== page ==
Our team at Accountability Lab Nepal are celebrating the organization’s 10th anniversary by reflecting on some of our key learnings. We feel that our greatest impact is in how much we learn and how much our learning culture has helped us to catalyze changes in Nepal by influencing decisions, shaping opinions and role modeling behaviors.

We’ve tested creative ideas as we have mobilized around accountability issues through campaigns; equipped reformers within and outside government with skills, knowledge and tools to push for better governance; and influenced policies, process and practices by building ecosystems in communities.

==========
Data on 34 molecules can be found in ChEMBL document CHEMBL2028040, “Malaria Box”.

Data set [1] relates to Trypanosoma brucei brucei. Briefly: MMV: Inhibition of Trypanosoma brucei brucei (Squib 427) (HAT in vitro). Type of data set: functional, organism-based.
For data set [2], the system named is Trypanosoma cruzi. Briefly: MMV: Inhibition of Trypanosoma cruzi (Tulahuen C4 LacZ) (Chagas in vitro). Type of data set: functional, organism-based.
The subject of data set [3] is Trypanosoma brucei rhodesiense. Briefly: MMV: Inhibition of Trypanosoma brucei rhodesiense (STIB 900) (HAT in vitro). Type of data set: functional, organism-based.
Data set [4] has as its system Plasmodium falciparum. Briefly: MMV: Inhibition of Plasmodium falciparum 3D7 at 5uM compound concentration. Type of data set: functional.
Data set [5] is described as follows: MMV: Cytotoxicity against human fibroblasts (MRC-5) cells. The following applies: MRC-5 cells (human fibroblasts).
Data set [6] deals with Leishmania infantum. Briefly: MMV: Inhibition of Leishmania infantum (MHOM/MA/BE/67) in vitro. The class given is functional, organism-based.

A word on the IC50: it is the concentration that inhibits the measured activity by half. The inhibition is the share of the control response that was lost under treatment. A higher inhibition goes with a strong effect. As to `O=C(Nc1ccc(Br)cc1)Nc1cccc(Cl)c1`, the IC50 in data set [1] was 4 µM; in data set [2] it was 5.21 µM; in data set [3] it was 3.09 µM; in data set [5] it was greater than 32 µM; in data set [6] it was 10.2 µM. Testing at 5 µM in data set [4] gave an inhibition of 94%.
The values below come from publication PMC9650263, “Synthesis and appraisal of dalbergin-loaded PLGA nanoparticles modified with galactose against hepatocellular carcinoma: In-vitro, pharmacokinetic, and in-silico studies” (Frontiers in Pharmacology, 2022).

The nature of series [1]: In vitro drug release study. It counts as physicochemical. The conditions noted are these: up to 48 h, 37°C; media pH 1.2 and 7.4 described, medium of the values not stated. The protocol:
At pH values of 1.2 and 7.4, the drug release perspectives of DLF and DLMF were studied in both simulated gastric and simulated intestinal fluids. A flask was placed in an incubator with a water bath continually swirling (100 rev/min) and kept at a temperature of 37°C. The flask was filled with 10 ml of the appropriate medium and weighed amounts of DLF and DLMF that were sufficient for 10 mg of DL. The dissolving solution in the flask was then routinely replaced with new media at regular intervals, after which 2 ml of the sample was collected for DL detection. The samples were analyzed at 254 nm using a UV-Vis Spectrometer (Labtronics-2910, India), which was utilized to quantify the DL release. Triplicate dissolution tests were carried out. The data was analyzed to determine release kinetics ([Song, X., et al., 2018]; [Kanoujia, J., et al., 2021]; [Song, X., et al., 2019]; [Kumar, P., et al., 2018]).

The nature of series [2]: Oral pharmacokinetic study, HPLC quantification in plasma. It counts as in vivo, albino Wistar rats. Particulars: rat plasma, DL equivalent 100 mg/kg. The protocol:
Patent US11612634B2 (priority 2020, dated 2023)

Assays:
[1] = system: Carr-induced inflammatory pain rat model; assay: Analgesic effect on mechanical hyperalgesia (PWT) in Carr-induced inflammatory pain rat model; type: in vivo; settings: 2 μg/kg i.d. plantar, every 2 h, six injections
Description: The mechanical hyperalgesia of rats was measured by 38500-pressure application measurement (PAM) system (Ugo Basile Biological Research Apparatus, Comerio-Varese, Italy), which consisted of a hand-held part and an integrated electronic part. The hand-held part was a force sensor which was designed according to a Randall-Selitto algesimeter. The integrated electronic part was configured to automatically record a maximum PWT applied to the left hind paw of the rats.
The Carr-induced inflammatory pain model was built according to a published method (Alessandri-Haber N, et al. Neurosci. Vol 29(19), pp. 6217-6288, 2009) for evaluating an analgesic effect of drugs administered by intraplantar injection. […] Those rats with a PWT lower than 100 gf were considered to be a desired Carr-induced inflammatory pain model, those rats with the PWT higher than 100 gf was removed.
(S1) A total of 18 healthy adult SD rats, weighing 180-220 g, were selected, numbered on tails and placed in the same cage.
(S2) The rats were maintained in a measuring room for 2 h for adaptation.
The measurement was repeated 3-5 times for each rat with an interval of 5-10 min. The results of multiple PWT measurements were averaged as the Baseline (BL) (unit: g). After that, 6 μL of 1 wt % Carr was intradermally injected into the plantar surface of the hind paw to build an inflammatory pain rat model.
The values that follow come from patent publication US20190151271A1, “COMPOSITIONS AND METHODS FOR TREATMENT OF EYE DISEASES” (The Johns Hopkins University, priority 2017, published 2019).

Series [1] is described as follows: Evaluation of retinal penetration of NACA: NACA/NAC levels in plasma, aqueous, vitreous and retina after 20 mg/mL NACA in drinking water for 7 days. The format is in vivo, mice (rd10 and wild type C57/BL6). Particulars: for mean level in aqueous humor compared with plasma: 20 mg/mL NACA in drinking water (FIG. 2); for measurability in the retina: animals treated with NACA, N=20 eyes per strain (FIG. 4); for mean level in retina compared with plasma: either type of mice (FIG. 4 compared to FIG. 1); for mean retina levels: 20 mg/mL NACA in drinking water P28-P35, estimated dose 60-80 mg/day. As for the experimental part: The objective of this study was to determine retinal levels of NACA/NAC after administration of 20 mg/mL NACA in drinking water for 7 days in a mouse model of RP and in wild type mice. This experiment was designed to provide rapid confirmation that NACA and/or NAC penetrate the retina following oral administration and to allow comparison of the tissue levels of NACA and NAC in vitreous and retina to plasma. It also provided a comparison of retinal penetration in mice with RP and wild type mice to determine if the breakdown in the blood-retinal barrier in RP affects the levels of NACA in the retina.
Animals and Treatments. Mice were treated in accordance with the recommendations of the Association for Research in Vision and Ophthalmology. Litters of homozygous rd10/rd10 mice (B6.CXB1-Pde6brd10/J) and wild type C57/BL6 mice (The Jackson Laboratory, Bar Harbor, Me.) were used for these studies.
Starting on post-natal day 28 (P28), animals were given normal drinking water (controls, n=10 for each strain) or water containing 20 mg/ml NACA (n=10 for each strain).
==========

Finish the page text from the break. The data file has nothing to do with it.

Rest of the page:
Despite challenges in the past decade in Nepal, including shrinking civic space, rising threats to democracy, efforts to undermine institutions, and negative perceptions towards non-profit organizations focused on anti-corruption efforts, we feel we have built trust in our work. We believe this is because of the Lab’s unique approach to building positive narratives, working with unlikely networks and focusing on feedback, learning and adapting.

In this spirit, here are 10 learnings which have helped us evolve over the past decade:  

1. People First – investing in team members is essential as an organization is defined by its people